Strong businesses are those that adopt family values and apply them within the organisation. These values guide the employees and stakeholders who interact with the company on what can and cannot be done. Businesses then set the tone on the work ethic, loyalty, honesty and integrity expected from both the family members and employees.


3. Meritocracy

Businesses tend to do well when authority and responsibility are determined on the basis of merit. Hard as it may be for family members to accept, it is in the long term interest of the family as much as the business that people are appointed to positions of authority on the basis of their competence and skill.


4. Setting the rules – The family charter.

Developing a family charter which is a document that sets out some key principles that each family member should understand and follow is also an important milestone for success. The charter would reflect the family values and set rules on everything from ownership rights, active participation in running the business and passive ownership, appointments to key roles within the business, engagement and participation of spouses and children in the business, compensation and drawings from the business, the resolution of disputes and non-competition with the business interests.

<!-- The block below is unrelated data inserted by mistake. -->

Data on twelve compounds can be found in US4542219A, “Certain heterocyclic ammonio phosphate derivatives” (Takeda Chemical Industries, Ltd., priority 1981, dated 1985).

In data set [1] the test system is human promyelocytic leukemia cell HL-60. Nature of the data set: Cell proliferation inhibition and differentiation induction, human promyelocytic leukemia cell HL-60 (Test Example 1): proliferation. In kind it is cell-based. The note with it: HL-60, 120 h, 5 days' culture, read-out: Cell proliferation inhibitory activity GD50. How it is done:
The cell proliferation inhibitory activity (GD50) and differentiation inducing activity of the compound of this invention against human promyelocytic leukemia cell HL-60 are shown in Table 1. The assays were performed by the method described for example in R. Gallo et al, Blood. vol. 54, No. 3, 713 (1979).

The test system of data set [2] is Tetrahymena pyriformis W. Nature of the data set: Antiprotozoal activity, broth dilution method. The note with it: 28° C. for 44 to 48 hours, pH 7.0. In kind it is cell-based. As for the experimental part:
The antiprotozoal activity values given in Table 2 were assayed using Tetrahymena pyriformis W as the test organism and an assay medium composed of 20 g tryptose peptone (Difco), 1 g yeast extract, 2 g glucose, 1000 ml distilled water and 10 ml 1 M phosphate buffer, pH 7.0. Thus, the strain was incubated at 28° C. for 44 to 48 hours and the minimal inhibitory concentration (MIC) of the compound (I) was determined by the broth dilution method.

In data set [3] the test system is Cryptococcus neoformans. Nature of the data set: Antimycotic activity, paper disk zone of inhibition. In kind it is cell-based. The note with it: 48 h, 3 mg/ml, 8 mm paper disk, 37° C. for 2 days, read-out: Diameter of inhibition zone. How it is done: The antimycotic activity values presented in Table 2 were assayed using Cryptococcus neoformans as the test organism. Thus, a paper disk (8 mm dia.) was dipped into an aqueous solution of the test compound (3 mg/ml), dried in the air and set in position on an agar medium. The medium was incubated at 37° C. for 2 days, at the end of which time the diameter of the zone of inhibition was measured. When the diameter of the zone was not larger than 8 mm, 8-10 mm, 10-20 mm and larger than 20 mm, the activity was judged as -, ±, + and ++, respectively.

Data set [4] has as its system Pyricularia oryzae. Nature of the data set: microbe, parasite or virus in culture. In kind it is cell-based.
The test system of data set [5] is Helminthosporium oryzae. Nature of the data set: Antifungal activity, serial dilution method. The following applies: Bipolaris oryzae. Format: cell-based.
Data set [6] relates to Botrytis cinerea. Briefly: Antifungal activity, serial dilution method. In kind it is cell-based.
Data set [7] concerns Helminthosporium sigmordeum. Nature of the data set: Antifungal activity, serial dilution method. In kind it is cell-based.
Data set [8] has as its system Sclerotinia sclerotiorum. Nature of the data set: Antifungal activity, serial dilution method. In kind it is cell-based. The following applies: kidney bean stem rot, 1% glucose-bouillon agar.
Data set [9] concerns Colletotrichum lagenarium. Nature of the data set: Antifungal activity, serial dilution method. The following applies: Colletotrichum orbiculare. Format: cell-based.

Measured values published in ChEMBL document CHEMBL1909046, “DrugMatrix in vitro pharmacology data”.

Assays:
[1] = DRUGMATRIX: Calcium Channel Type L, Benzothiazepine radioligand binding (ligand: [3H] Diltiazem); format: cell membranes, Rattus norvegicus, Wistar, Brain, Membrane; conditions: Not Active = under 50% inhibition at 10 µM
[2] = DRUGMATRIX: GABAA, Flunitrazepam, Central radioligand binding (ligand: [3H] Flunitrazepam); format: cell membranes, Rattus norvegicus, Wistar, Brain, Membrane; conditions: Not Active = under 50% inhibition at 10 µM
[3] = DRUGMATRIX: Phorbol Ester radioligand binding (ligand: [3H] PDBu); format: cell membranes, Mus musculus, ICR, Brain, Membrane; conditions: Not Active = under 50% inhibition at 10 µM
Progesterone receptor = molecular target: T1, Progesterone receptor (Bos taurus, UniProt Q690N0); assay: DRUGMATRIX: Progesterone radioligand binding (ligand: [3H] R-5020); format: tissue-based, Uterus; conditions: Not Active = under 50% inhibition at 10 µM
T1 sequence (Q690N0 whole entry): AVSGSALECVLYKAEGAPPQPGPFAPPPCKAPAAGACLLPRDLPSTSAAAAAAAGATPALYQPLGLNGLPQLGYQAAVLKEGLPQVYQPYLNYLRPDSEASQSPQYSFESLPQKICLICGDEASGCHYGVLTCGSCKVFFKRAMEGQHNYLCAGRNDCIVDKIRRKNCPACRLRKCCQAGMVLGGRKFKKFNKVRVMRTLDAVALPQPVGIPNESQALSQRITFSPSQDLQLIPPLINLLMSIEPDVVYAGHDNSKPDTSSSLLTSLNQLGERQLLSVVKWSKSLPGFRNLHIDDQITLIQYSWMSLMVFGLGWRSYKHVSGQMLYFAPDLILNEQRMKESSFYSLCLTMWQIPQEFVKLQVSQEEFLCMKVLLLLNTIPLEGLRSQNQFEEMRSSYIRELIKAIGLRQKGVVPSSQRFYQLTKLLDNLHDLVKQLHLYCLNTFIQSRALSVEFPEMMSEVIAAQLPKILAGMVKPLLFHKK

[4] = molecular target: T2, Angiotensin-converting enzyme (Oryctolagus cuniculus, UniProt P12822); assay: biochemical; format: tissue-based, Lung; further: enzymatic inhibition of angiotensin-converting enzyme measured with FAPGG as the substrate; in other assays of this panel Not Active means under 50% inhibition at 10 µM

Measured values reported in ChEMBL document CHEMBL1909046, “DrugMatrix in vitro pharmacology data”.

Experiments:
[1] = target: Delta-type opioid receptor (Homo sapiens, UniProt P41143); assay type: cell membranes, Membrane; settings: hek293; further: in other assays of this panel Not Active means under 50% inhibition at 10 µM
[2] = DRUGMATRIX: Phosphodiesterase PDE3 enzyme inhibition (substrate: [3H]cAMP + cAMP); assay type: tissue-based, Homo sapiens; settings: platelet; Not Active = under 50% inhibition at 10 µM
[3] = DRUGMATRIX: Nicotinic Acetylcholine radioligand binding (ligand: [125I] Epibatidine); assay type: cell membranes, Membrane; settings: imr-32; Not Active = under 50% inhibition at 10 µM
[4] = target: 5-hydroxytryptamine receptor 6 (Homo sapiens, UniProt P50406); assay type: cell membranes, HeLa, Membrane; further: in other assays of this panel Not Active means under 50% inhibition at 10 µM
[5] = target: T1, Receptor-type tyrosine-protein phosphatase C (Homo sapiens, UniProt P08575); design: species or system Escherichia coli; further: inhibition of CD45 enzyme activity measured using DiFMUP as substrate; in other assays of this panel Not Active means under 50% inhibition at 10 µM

Most family-owned companies start off with a single founder or a founding couple. The founders are usually ambition-driven, passionate and very focused on the success of the business. They are usually very hopeful that their offspring would be inspired by the business and choosing to stay in it would be a natural choice.

The hardest part of the transition process is letting go. The founders are often reluctant to let control out of their hands. The ease with which they can do so is determined in a process very similar to when their children took their first steps to start walking – the initial interest, learning the ropes, building confidence, failing and trying again – with the firm but gentle hand of the parents to guide the children along.

The Pitfalls of Part-Time Work

Written by Denise Micallef Xuereb, Construction & Development Director AX Group